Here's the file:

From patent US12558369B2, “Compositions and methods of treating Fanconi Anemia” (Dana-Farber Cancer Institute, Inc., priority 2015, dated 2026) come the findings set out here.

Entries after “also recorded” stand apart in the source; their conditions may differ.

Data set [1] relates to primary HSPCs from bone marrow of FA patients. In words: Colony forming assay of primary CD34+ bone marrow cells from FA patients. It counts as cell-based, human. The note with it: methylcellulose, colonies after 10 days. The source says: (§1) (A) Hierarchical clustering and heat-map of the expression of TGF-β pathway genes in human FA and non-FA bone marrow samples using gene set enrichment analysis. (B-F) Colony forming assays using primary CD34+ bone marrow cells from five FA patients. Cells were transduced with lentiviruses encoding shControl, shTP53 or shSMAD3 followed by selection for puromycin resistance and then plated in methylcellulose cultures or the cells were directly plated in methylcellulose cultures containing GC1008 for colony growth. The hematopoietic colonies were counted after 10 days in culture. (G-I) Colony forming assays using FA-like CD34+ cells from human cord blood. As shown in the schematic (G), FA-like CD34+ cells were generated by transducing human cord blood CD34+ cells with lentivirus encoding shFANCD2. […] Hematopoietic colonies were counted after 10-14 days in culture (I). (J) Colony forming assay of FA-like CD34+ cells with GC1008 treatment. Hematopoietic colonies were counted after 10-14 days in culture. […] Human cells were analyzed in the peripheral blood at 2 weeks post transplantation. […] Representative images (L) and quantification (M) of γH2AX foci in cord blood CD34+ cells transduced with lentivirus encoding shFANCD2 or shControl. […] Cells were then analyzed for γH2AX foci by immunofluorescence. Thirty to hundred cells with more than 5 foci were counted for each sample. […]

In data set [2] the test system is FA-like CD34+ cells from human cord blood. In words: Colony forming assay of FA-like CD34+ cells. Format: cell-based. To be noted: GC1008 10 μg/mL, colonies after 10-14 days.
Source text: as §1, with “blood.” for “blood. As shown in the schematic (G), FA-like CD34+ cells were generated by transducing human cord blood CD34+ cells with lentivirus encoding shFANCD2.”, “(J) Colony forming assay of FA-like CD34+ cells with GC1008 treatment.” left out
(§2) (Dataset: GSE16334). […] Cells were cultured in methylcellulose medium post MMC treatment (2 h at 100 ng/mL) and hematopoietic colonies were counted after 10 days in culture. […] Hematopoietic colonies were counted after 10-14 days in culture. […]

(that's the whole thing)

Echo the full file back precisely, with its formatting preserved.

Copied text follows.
From patent US12558369B2, “Compositions and methods of treating Fanconi Anemia” (Dana-Farber Cancer Institute, Inc., priority 2015, dated 2026) come the findings set out here.

Entries after “also recorded” stand apart in the source; their conditions may differ.

Data set [1] relates to primary HSPCs from bone marrow of FA patients. In words: Colony forming assay of primary CD34+ bone marrow cells from FA patients. It counts as cell-based, human. The note with it: methylcellulose, colonies after 10 days. The source says: (§1) (A) Hierarchical clustering and heat-map of the expression of TGF-β pathway genes in human FA and non-FA bone marrow samples using gene set enrichment analysis. (B-F) Colony forming assays using primary CD34+ bone marrow cells from five FA patients. Cells were transduced with lentiviruses encoding shControl, shTP53 or shSMAD3 followed by selection for puromycin resistance and then plated in methylcellulose cultures or the cells were directly plated in methylcellulose cultures containing GC1008 for colony growth. The hematopoietic colonies were counted after 10 days in culture. (G-I) Colony forming assays using FA-like CD34+ cells from human cord blood. As shown in the schematic (G), FA-like CD34+ cells were generated by transducing human cord blood CD34+ cells with lentivirus encoding shFANCD2. […] Hematopoietic colonies were counted after 10-14 days in culture (I). (J) Colony forming assay of FA-like CD34+ cells with GC1008 treatment. Hematopoietic colonies were counted after 10-14 days in culture. […] Human cells were analyzed in the peripheral blood at 2 weeks post transplantation. […] Representative images (L) and quantification (M) of γH2AX foci in cord blood CD34+ cells transduced with lentivirus encoding shFANCD2 or shControl. […] Cells were then analyzed for γH2AX foci by immunofluorescence. Thirty to hundred cells with more than 5 foci were counted for each sample. […]

In data set [2] the test system is FA-like CD34+ cells from human cord blood. In words: Colony forming assay of FA-like CD34+ cells. Format: cell-based. To be noted: GC1008 10 μg/mL, colonies after 10-14 days.
Source text: as §1, with “blood.” for “blood. As shown in the schematic (G), FA-like CD34+ cells were generated by transducing human cord blood CD34+ cells with lentivirus encoding shFANCD2.”, “(J) Colony forming assay of FA-like CD34+ cells with GC1008 treatment.” left out
(§2) (Dataset: GSE16334). […] Cells were cultured in methylcellulose medium post MMC treatment (2 h at 100 ng/mL) and hematopoietic colonies were counted after 10 days in culture. […] Hematopoietic colonies were counted after 10-14 days in culture. […]